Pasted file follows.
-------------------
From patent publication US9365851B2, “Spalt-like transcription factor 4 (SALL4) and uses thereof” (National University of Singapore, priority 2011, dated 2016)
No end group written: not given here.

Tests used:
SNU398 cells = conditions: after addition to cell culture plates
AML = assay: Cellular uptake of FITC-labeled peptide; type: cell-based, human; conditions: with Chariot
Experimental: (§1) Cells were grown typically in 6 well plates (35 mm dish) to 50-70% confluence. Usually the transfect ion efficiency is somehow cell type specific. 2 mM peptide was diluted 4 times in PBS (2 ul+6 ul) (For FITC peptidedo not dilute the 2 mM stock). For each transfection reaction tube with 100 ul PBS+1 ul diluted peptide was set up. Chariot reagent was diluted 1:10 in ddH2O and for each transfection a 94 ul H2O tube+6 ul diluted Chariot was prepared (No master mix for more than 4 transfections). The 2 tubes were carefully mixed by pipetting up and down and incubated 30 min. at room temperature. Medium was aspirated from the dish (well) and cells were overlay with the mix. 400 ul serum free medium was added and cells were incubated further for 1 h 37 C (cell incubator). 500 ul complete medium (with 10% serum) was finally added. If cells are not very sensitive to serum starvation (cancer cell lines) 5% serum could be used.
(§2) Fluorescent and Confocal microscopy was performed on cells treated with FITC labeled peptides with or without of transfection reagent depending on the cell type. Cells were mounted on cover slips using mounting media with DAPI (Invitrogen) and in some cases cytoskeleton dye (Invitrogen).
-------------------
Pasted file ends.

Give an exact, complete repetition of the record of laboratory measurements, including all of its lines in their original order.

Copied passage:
From patent publication US9365851B2, “Spalt-like transcription factor 4 (SALL4) and uses thereof” (National University of Singapore, priority 2011, dated 2016)
No end group written: not given here.

Tests used:
SNU398 cells = conditions: after addition to cell culture plates
AML = assay: Cellular uptake of FITC-labeled peptide; type: cell-based, human; conditions: with Chariot
Experimental: (§1) Cells were grown typically in 6 well plates (35 mm dish) to 50-70% confluence. Usually the transfect ion efficiency is somehow cell type specific. 2 mM peptide was diluted 4 times in PBS (2 ul+6 ul) (For FITC peptidedo not dilute the 2 mM stock). For each transfection reaction tube with 100 ul PBS+1 ul diluted peptide was set up. Chariot reagent was diluted 1:10 in ddH2O and for each transfection a 94 ul H2O tube+6 ul diluted Chariot was prepared (No master mix for more than 4 transfections). The 2 tubes were carefully mixed by pipetting up and down and incubated 30 min. at room temperature. Medium was aspirated from the dish (well) and cells were overlay with the mix. 400 ul serum free medium was added and cells were incubated further for 1 h 37 C (cell incubator). 500 ul complete medium (with 10% serum) was finally added. If cells are not very sensitive to serum starvation (cancer cell lines) 5% serum could be used.
(§2) Fluorescent and Confocal microscopy was performed on cells treated with FITC labeled peptides with or without of transfection reagent depending on the cell type. Cells were mounted on cover slips using mounting media with DAPI (Invitrogen) and in some cases cytoskeleton dye (Invitrogen).